RH: I think it’s sometimes difficult just because of the emotion factor. For example, a chess engine might say this ridiculous move — which opens up your king to a heavy attack, but an attack that won’t actually pan out — is “plus three,” meaning the position is three pawns better for you. A human won’t play that move most of the time because it looks scary. And you can’t take out the clock element — you have limited time.

At the same time, I think statistics are very important in portraying a picture: When these players with these ratings play each other, these are the chances based on history. I think that’s very, very important. One thing I found particularly interesting about your article was the part about the draws. I think it makes a lot of sense. But there are a variety of factors that should be taken into account that may mean Carlsen’s less of a favorite than people think.

OR: Do players update their strategies during a match? What can we expect from Carlsen and Anand going forward?

RH: Players definitely have to change their preparation depending on the score. Last year, it was definitely easier for Carlsen after a while because he had a huge lead. Here, it’s tied again. I can’t express enough how monumental this win [in Game 3] was for Anand.

I think you’ll see: one, more confidence out of Anand, realizing that he really can outplay Magnus, the world champion. Two, I think you’ll have to see Carlsen do a better job with his openings. I think he’ll put more emphasis on that. There were some comments by Carlsen after the game saying that it was a poor choice of opening and that he had to do better.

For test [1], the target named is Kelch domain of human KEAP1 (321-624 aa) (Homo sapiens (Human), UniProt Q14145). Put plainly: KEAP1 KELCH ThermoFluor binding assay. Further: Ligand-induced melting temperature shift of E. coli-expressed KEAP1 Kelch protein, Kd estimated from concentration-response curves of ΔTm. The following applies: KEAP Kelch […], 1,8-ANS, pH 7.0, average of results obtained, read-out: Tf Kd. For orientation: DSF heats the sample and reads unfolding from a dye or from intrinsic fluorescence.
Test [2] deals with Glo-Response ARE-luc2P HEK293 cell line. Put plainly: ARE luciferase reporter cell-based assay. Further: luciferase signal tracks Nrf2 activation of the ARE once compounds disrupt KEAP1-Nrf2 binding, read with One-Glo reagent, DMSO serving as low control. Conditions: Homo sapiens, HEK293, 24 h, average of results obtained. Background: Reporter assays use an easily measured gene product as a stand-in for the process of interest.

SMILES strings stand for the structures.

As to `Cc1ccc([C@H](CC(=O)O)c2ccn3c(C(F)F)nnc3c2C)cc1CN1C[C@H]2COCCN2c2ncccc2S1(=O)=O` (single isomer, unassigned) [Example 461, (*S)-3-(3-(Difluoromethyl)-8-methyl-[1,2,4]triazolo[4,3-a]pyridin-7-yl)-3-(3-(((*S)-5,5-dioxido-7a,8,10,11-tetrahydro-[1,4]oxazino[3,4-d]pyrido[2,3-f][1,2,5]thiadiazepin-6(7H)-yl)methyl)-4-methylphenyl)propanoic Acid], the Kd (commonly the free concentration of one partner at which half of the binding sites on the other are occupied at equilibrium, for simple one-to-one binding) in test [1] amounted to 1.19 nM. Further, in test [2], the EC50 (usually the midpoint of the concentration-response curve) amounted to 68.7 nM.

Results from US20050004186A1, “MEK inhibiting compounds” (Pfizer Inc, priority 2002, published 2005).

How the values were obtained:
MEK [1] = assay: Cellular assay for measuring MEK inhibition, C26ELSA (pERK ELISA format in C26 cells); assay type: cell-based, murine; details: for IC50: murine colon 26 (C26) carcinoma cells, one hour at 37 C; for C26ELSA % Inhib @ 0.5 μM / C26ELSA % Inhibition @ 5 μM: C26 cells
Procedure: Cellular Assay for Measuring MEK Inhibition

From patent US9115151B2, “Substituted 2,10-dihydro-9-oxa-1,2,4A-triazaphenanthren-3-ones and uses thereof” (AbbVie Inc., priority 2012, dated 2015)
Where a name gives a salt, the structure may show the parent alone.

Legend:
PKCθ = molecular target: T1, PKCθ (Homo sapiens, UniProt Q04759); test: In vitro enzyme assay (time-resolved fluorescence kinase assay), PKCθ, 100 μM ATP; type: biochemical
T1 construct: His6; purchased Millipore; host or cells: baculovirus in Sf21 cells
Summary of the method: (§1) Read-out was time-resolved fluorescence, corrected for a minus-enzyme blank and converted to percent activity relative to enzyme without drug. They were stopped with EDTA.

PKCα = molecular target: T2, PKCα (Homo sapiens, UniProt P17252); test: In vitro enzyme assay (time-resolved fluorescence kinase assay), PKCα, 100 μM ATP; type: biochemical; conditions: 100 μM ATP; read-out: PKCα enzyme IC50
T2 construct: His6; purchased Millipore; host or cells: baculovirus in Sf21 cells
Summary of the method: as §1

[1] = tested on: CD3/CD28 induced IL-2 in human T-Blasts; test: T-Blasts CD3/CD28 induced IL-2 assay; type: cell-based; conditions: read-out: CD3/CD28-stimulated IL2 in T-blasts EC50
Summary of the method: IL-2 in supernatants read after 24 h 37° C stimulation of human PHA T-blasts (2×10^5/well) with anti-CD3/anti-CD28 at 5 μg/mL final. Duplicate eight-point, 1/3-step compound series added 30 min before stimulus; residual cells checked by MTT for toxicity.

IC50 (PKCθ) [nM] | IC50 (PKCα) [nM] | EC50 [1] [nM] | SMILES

Anand, being the older player, does have an incredible amount of experience. That definitely helps in a way that ratings don’t show. I’m not trying imply that Carlsen doesn’t respect Anand — he definitely does. But when you beat someone so badly [in last year’s match], inevitably there is this implicit sense of confidence you have. I think now Carlsen will be much more cautious, especially with the black pieces.

OR: Handicap the rest of the match for us. What are Carlsen’s chances now?

RH: Carlsen has five whites left to Anand’s four. This is a number I’m throwing out off the top of my head: I’ll go with a 65 percent chance of winning. I think, Magnus being Magnus, he has to have the advantage. He’s been playing amazing chess for so many years now.

But I really don’t want to count Vishy out. I think the next game will really dictate my true evaluation of the match. Even though your statistics show that draws favor Magnus, with the trajectory of the match, a draw tomorrow would show that Anand is on the upswing.

For the moment I’ll stick to my, well … 63 percent. But that could easily change, depending on how the next game goes. I still trust Magnus, I think he’s probably the world’s best player at the moment. But I’d never underestimate Vishy Anand.

Game 4 starts Wednesday at 7 a.m. EST.

Oliver Roeder was a senior writer for FiveThirtyEight. He holds a Ph.D. in economics from the University of Texas at Austin, where he studied game theory and political competition.